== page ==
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Re: Chive

Post  Megan on 5/8/2010, 6:58 am

You could always make a compound chive butter and freeze it.
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Re: Chive

Post  Zephyros on 5/8/2010, 7:07 am

I didn't know that it is possible to put butter in the freezer
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Re: Chive

Post  Megan on 5/8/2010, 7:12 am

Sure you can! I only use unsalted butter, but you can freeze any sort.

The easiest way to freeze a compound butter is to refrigerate it until it is a little stiff but still workable. Then work it into a log inside a sheet of waxed paper, twisting up the ends like a Tootsie Roll. About an inch / 3 cm works. Freeze solid. Then just slice it off as you need it.

Here is a link. Alton uses a mixer and so forth, but you can still do it by hand. Just don't MELT the butter to mix in the herbs. video link, associated recipe link
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Re:Chives

Post  Jola on 5/11/2010, 8:58 am

Megan's compound butter sounds good. To bad that my family doesn't use butter except for baking and cooking.
I use chives in every recipe which calls for onion or green onion. So I put it in salads of all sort, on potatoes, in scrambled eggs (we eat eggs very rarely though), and once I baked bread with chives. Bread with chives was good, and I would do it more often but we are lucky, here where I live, to have two European style bread stores plus Panera Bread (chain of small restaurants) has the best sourdough bread, so one gets lazy when it comes to bread baking.
Zephyros, you can freeze many foods. I freeze for example bread. Since it is not possible to go to the store every day I buy my good bread for the whole week and freeze it. Then I take as much as I need from the freezer and heat it in the microwave for about a minute for 6 slices (time depends of course how much you are heating). Tastes as freshly baked.

As for the plants which can be grown on the windowsill there are many varieties of dwarf vegetables, like tomatoes, cucumbers especially suited for windowsills. Herbs should be easy to grow. Once I've grown dwarf tomato in my basement under the artificial lights (during winter) and I had fruits.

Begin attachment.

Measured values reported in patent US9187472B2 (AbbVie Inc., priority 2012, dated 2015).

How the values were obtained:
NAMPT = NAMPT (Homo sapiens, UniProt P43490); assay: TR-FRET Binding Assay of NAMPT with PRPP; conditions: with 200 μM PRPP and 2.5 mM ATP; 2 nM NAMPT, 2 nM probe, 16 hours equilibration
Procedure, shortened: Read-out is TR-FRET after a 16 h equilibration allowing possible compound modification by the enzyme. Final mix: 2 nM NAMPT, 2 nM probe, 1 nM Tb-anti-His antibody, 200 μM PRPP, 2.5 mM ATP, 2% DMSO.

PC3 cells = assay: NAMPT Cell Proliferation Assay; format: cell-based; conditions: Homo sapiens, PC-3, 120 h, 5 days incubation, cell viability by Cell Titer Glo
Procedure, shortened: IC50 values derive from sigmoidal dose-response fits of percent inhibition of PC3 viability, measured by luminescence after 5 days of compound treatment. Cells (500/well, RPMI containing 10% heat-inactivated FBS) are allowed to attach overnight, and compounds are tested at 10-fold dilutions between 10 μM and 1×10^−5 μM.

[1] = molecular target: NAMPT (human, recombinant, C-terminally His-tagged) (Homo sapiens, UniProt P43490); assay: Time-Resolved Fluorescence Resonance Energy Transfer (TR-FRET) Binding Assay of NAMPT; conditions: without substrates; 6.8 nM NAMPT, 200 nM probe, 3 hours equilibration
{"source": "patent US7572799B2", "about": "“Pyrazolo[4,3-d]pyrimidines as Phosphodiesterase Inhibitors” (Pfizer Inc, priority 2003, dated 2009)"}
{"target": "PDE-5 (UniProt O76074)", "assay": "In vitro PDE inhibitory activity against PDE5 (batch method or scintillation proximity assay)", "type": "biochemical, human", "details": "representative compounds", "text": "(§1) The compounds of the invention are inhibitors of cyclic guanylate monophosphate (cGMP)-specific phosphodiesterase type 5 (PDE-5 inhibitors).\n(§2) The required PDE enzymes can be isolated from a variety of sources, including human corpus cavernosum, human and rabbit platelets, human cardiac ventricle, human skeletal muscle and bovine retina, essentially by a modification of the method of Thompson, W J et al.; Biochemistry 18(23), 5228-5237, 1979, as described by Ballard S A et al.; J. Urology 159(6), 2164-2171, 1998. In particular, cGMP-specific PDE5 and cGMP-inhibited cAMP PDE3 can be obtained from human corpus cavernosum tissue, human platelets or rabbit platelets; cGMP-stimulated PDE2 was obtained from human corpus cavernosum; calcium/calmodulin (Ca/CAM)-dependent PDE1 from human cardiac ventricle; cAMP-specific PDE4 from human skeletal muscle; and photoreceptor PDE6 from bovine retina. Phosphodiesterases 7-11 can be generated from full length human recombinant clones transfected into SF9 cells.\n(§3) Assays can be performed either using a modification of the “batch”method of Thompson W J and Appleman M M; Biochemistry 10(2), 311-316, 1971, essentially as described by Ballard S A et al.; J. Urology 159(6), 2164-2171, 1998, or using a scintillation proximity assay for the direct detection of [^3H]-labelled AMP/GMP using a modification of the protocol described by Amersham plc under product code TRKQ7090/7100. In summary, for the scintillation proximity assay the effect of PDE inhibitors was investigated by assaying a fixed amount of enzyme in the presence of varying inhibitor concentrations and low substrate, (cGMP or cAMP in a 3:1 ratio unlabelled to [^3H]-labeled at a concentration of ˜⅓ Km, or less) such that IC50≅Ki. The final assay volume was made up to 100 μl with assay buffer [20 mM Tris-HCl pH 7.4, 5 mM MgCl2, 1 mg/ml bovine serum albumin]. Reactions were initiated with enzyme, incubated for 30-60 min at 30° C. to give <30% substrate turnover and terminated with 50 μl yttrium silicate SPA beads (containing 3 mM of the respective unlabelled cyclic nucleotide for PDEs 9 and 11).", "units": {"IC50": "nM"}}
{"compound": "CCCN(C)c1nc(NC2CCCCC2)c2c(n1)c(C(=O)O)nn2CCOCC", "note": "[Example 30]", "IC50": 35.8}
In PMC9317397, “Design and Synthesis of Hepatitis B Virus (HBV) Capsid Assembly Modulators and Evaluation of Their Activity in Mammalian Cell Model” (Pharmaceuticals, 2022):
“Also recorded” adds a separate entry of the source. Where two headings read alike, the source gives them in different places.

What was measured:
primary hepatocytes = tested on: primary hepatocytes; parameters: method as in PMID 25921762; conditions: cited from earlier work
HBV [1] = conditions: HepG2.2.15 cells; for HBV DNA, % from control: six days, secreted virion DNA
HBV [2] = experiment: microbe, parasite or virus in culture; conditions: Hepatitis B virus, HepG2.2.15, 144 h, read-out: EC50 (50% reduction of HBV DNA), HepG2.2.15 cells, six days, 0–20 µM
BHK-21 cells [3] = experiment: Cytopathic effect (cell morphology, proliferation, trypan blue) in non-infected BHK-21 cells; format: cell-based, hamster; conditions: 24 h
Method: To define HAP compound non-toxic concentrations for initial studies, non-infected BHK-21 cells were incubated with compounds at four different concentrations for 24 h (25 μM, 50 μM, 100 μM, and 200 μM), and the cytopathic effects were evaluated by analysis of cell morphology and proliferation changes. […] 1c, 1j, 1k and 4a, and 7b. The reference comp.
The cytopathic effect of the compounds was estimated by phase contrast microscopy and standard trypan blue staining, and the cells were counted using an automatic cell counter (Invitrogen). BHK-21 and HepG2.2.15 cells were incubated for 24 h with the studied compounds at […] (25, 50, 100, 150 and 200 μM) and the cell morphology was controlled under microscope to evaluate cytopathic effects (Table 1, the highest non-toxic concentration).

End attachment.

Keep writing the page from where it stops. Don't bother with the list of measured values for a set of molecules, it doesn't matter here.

Let us know how your chives is doing.
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Re: Chive

Post  Zephyros on 5/25/2010, 10:31 am

After studying my chive (I like to watch my plants and take pictures sometimes of different developing stages. Its the scientist blood in me I guess.) I noticed that when I had to cut the leaves, because they tend to get a bit long, more leaves grow from one cutted leave (I see 2-3 new leaves growing from the one cutted leave). I think, that if you want to keep your chive nice and bushy, you have to cut the leaves regularly (not to much at once ofcourse), to stimulate growth. I think this makes sense, at least for me. I mean, in nature animals might nibble a bit on the plant and go away. So the plant is stimulated to recover and grow taller/more bushy.
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Re: Chive

Post  Zephyros on 4/20/2011, 10:07 am

My Chive is starting to look a lot better. I cut it to the ground before Christmas, and now it is looking a lot happier than last year. So you see, if you want to put some effort in something, you can get nice results. I have no flowers in it though. Maybe it needs the cold to develop flowers, and ofcourse it is not very cold in the windowsill. Not that it is a huge problem.
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Re: Chive

Post  Old Hippie on 4/20/2011, 6:53 pm

So glad to hear your chives are doing better. I love chives. The ones I have in the house don't do nearly as well as the ones outside in the garden but I do have some that I can put in eggs or a sandwich. The ones I grow in the house always stay a little bit thin. Perhaps you are right about them liking the cold weather. Keep trying with them. They might like a little bit of compost sprinkled at the base of the plant. It will give them some extra nutrients without burning the leaves.

Do you grow anything else?

Gwynn
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Chive

Post  sherryeo on 4/20/2011, 10:28 pm

Hi guys,